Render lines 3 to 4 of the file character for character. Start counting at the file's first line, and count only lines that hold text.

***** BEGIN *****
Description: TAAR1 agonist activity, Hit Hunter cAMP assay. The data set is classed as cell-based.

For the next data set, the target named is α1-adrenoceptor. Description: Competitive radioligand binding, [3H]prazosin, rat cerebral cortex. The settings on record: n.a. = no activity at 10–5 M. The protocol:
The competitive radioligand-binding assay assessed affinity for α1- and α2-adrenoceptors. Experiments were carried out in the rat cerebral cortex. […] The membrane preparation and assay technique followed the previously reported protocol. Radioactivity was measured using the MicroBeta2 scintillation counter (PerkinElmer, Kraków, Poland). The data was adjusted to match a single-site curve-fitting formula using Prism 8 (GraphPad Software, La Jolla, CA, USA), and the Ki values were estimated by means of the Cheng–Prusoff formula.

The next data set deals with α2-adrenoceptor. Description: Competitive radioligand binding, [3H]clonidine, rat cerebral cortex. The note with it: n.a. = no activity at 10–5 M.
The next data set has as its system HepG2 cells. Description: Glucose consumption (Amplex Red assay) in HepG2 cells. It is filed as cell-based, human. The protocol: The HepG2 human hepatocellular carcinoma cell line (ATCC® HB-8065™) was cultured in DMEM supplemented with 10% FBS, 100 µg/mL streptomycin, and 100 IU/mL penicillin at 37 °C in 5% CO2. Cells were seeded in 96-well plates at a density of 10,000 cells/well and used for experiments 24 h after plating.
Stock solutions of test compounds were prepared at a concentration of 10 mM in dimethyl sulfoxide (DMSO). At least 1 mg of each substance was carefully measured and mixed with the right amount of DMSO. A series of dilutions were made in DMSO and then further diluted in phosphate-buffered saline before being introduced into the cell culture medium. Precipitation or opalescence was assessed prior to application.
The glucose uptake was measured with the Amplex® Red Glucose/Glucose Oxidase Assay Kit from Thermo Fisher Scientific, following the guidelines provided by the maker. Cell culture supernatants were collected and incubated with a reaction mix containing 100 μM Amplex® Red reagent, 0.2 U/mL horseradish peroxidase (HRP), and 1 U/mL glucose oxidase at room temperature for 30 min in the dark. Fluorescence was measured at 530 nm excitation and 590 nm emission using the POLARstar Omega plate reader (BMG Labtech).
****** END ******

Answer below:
The competitive radioligand-binding assay assessed affinity for α1- and α2-adrenoceptors. Experiments were carried out in the rat cerebral cortex. […] The membrane preparation and assay technique followed the previously reported protocol. Radioactivity was measured using the MicroBeta2 scintillation counter (PerkinElmer, Kraków, Poland). The data was adjusted to match a single-site curve-fitting formula using Prism 8 (GraphPad Software, La Jolla, CA, USA), and the Ki values were estimated by means of the Cheng–Prusoff formula.

The next data set deals with α2-adrenoceptor. Description: Competitive radioligand binding, [3H]clonidine, rat cerebral cortex. The note with it: n.a. = no activity at 10–5 M.